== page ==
There is a tragic irrationality in the fact that South Africa has a youth unemployment rate of more than 50%, but at the same time has a skills shortage in many areas of commerce. One of these areas is the technology space, where according to Sunday Times’s Business Times, South African banks are forced to “fight over” a small talent pool.
What exacerbates the problem is that South African banks have understood the need to digitise, and that not doing so will places the institution at risk. The rate of change is also a significant factor. The result is that there is simply no time to train people for the roles that are required.
According to Standard Bank, Group chief information officer, Alpheus Mangale, his firm was particularly struggling in trying to fill positions that did not exist just a few years ago – such as cloud engineers. As a result, Banks can expect to pay a “20-30% premium” when they do find such skills, he said.
The good news is that the banks and other financial institutions need not panic. Along with global trends, these enterprises should adjust their thinking and view outsourcing as a solution to this dilemma. Over the last two decades, Synthesis Software Technologies, has seen more and more corporates and finance houses adopting this approach.
The advantage for them is the talent pool is constantly being upskilled, can leverage off the significant expertise in the field and can provide the best of breed skills with minimal overheads and low barrier to entry. Specialised requirements can be co-sourced into the banks teams with ease.
In terms of the industry as a whole, technology companies contribute significantly to the training, up-skilling and mentoring of the broader talent pool, which ultimately will contribute to the solving of the challenge.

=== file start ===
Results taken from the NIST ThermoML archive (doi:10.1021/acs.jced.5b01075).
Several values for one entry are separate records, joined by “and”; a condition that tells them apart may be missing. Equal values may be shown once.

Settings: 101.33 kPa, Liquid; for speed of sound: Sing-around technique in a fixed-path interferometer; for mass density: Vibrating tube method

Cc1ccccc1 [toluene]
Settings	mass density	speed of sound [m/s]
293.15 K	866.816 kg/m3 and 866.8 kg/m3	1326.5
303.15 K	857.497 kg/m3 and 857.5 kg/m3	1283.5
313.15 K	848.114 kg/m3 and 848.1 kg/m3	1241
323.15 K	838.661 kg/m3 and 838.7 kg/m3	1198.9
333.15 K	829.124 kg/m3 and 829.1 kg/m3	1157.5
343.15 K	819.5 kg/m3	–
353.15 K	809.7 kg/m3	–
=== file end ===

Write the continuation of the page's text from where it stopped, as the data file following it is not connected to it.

The launch of new industry players, Discovery, TymeBank and others will undoubtedly increase the pressure on the more established tier 1 banks. However rather than panic and try and “grab” whatever skills come their way, I believe that the outsourcing of skills is an elegant and sensible option.
This doesn’t mean that companies like Synthesis have an endless option of trained people to choose from when looking to employ. On the contrary. At Synthesis we are deeply cognisant of the fact that many of our team might have skills in some technological areas, but not in others. In today’s competitive and demanding environment, this is not enough.
Our team is expected to be able to communicate effectively, have an understanding of ethical standards and morph comfortably from a “tech” environment to the environment of a financial institution. We understand that very few are born with this capability, which is why staff training, mentoring and upskilling is very much part of the culture and not an addition to it.
Broader than the internal capability, we have launched the Synthesis Academy, which provides outcomes-driven onsite training. Facilitators are among the region’s leading technology professionals. In addition to theory, we do provide practical skills to our customers and have social forums for course discussion and mentoring.
Specialist emerging technologies, such as cloud, artificial intelligence (AI) and machine learning, change how your business operates, innovates, responds and scales. These are all offered at the Academy.
The skills shortage in South Africa along with the unemployment crises presents both the solution and the challenge. Although we cannot fix the national crises on our own, at Synthesis we are confident that in our own way, we are working to make a difference. One person at a time.
By Michael Shapiro, CEO at Synthesis